Certainly not as frequently as for a newer behaviour, but yes, maintenance of established behaviour with (concealed) intermittent rewards is a must. There is no free lunch in behaviour, so whether you motivate with food or pain, your dog's behaviour is reliant on consequences. Think of it this way: you have to feed your dog anyway. You can give it all to him for free in a bowl or you can reserve part of his daily caloric intake and make him earn it! Also, don’t forget that there are other rewards besides food: everyday things such as play, sniffing, door opening, car rides and access to other dogs can also be used to reward established behaviour.
Aren’t I actually bribing my dog by luring him into position with a treat?
You can't bribe a dog for doing something he doesn't even yet have in his repertoire! Put yourself in his place. Imagine that someone said "palana." What would you do? Nothing, because you don't understand what that person wants you to do let alone why you should do it. Physically placing your dog into position slows down learning and has negative side effects. Using a lure allows you to elegantly obtain the correct behaviour and as soon as the dog is fluent, you can immediately begin fading the lure so the dog does NOT become "lure-dependent" - meaning he only does the behaviour when you show him the treat.
What if my dog isn't food motivated?
All animals are food motivated because they need it to survive. It is common however for some dogs to be disinterested in treats during training for a variety of reasons such as not feeling hungry, or not desiring the type of treat the owner is using. There are simple solutions to these problems such as using a higher value food during training that is especially yummy (see next question) and/or being sure that your dog’s meal does not immediately precede your training session. You can even go as far as to completely “close the economy” on your dogs food where instead of receiving his meal for free in a bowl, he now has to earn ALL of it in training. Considering that the dog’s ancestor, the grey wolf, spends most of their time and energy on finding food, and that many pet dog’s behavioural issues stem from boredom and under stimulation (they don’t have enough to do), feeding them in this way can actually be great service to our dogs!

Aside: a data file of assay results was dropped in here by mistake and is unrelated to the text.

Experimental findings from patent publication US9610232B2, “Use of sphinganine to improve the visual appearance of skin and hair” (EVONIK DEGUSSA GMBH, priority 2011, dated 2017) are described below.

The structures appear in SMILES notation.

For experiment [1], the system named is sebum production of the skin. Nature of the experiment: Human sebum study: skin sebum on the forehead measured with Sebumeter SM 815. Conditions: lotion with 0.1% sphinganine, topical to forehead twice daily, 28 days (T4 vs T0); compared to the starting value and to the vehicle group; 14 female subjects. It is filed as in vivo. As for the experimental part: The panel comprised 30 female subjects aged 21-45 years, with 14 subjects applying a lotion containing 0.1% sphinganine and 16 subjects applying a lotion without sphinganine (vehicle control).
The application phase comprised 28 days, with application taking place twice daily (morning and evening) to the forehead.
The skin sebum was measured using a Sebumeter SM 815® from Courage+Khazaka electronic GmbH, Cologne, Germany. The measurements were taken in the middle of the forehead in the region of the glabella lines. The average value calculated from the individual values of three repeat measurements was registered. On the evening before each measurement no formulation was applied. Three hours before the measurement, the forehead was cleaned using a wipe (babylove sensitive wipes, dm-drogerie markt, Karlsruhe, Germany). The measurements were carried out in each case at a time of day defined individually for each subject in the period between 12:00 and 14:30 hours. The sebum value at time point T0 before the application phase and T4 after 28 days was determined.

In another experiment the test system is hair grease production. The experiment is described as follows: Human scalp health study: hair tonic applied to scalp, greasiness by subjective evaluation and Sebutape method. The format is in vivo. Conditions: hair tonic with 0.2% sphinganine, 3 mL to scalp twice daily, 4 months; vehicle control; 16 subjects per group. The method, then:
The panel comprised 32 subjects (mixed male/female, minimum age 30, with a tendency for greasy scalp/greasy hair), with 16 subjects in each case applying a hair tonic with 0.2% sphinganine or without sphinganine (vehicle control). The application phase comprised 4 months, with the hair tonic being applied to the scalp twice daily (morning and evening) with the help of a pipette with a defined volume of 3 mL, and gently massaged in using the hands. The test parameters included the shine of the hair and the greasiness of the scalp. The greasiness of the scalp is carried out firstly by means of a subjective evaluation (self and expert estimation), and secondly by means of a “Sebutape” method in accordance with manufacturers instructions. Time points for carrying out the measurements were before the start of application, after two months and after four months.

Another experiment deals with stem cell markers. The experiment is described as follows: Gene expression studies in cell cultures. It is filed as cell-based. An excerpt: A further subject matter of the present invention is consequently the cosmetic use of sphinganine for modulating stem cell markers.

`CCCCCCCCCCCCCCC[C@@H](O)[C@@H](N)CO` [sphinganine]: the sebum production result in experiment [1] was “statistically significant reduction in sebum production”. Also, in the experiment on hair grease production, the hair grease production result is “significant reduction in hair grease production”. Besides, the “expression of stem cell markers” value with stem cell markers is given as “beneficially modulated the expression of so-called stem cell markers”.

Another common reason a dog may not be interested in food rewards could be due to high stress levels. When dogs are afraid or anxious they are often not interested in eating because they have bigger fish to fry - in other words they don’t care about earning rewards when they are worried about their safety.
What type of treats do you recommend?
Using your dogs kibble can work great, especially in low distraction environments like at home. For higher distraction environments or more expensive behaviours (recall) we want to be sure to use the good stuff. Treats should generally be pea-sized (or even smaller for toy dogs) and soft/easy to consume quickly. Avoid hard biscuit treats for training sessions. Audition different options to see what your dog likes best (Shadow thinks pizza crust is the #1 so on occasion Allison surprises him with that to reinforce his recalls).
Allison’s favourites include meat (beef, chicken, lunch meats, pepperoni, hot dogs), different kinds of cheese (in moderation), tuna fudge (ask Allison for the recipe), dehydrated meats (liver, beef lung), Rollover or Natural Balance food rolls cut up or food squeeze tubes filled with peanut butter, canned tripe or liverwurst (an excellent option for cold weather since it is easy to dispense while wearing mitts).
Do you offer guarantees? How long will it take to Train my dog?
Allison does not offer guarantees regarding the length of time it will take to train your dog or the behaviour outcomes. Behaviour in any animal is never 100%. It is also determined by a huge number of factors, one of which is the owners commitment to training and management. She does however guarantee to provide you with scientifically based knowledge and skills for training, as well as a commitment to ensuring client satisfaction.